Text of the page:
As I developed as a gamer in my early-mid twenties I had a bit of a clear out. For reasons that I’ll moan about in a later post, I got rid of my Advanced Dungeons and Dragons collection. A couple of weeks ago via the magic of Ebay I got it back and then some!
So the creative part of my brain was engaged last night, helped on by a couple of Hobgoblin beers (see previous post), and this is what I threw up for my game for Furnace:
The Iron Moon hangs five kilometres up in the sky, held in place by giant iron chains it looms over an ancient necropolis city, which is known as the City of Eternal Shadow.
The Moon was pulled down from the heavens by the Nine, a group of powerful ancient immortals, to act as a prison for an evil megalomaniac known only as The Mad Tzar, who once threatened all with his plots for world domination.
The Moon may be a prison, but it’s also rumoured a Furnace for the Tzar’s desire for vengeance and schemes to rule the world.
Two weeks ago a piece of the Iron Moon fell to Earth in the City of Eternal Shadow a sure sign that the Mad Tzar is about to break free.
Summoned by the last of the Nine, the White Wizard Arkasal, your small group of heroes must travel to the Iron Moon and stop the Mad Tsar. Remember the future of the world depends on you.
An Old School D&D game, for up to six characters of 5th Level.
I’m going for 5th Level characters, because as my Albion Adventures co-conspirator Sacha says ;
5th level is good. Fighters will have an extra attack every other round. MUs and Clerics will have access to 3rd level spells. Thief abilities should be over 50% in most cases if you factor in DEX and racial bonuses. As the DM you can start throwing in more interesting encounters and dangerous monsters. Clerics automatically turn skeletons, zombies and ghouls so the scarier undead beasties become an option too. Basically 5th level is where the PCs are becoming hardy, seasoned adventurers.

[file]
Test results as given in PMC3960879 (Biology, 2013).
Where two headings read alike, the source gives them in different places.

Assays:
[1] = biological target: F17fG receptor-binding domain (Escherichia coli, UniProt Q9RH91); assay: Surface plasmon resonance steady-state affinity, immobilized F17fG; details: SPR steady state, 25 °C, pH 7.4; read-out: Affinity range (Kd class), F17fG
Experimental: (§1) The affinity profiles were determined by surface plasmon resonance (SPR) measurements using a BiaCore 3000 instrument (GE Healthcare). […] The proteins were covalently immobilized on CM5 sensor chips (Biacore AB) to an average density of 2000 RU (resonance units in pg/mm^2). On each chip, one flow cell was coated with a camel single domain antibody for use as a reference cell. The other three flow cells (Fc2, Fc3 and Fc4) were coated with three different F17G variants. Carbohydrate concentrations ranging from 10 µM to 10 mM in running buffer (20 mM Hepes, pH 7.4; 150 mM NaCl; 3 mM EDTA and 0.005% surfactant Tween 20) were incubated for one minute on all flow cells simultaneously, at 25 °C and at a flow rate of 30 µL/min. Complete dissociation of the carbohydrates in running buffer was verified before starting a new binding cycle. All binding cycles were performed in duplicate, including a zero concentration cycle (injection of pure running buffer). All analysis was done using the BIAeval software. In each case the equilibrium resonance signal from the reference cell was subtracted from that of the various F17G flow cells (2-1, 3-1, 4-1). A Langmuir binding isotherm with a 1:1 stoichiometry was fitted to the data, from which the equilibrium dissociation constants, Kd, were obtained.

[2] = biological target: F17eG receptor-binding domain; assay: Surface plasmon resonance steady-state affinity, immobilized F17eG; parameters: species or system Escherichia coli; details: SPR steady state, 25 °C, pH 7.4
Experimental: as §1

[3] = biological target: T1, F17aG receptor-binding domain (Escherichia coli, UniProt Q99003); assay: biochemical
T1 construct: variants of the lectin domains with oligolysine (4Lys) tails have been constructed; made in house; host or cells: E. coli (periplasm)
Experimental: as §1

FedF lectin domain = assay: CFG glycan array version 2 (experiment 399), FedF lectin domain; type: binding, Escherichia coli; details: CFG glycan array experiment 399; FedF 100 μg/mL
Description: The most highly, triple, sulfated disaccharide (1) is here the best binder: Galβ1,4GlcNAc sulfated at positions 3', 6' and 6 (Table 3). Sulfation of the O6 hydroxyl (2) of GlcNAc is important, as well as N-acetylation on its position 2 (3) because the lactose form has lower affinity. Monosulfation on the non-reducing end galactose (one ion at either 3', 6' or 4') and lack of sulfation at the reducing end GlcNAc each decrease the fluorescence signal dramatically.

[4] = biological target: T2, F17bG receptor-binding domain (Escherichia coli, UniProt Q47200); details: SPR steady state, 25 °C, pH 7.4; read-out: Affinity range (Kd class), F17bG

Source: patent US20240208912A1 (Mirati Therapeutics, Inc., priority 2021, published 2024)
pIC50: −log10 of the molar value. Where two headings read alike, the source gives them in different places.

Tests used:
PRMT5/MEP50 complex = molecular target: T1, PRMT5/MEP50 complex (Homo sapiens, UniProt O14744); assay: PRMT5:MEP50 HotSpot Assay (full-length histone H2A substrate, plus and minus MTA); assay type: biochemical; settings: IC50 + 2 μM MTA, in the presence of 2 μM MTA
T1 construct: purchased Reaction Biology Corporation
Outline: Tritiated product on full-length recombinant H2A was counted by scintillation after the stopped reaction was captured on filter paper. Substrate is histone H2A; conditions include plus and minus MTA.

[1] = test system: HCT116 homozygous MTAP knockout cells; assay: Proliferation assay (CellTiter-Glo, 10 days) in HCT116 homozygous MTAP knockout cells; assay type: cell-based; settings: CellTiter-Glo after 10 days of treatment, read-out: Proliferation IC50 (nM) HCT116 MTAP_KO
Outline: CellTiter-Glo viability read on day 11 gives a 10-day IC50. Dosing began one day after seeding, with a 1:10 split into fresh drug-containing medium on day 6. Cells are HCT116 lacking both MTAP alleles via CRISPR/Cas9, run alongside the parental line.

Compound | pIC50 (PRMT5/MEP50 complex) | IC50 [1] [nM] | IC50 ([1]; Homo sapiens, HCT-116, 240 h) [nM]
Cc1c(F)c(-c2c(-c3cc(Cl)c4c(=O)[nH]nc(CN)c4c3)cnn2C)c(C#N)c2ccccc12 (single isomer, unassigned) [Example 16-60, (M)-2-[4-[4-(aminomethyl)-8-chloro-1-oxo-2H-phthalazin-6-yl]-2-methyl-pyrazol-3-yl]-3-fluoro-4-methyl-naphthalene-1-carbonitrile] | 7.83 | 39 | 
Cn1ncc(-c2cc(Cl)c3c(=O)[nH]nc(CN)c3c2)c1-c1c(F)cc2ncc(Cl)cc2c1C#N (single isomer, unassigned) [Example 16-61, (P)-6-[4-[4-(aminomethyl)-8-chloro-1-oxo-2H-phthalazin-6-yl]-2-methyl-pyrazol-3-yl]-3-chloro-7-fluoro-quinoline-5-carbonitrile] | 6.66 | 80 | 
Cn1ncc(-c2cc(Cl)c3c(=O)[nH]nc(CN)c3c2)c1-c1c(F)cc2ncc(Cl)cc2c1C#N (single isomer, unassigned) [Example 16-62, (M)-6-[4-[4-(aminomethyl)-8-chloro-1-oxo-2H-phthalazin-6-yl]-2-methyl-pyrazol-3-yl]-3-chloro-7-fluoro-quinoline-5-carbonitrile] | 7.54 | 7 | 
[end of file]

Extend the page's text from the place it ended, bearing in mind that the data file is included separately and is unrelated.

Even though the adventure blurb suggests a higher level characters, I’m sticking with 5th Level since this the power level I feel that I can handle as I ease myself back into DMing after a 20 odd year break.
I’m either looking at using Swords and Sorcery for quickness and speed, or Adv Labyrinth Lord, either of which I can print off and give the players a copy of. I shall of course be sitting behind my Ad&D DM’s screen, that I recently got in my amazing AD&D Ebay haul (more of this in a later post) 😀
The concept behind the Iron Moon was inspired by seeing my son’s 1st Birthday balloon, a helium filled thing, hovering over his Happy Land space station in the living room. I love the creativity that is being unlocked by this old skool trip 🙂
Some Newt related triva.
- On my honeymoon, the good lady took me to the town where they brew it. Unfortunatly they didn’t do brewery tours then, but I had my first couple of hand pulled pints in local pub. I could have stayed all afternoon, but the missus was driving 😉
- Biggest regret of my attendance at the old GenConUKs held in Loughborough was that we never popped out of the con and went to the Wytchwood pub near the train station on the over side of town.
- Jon Hodgson who does most of the D101 books covers, including the Savage North and the upcoming Life and Death for OpenQuest, has done several labels for Wychwood beers (although alas not the Hobgoblin himself).
- I was lucky to have a bottle tonight 🙂
A last moment Saturday night slot has opened up at Furnace (a RPG con in Sheffield UK Oct 9-10) ieand I’ve bagsied it to run some Old Skool D&D. Two weeks to the con, now need to go think up a scenario.
More once the details emerge from the creative fog….
So I start this blog’s journey proper with what for alot of UK gamers was their entry point into the hobby.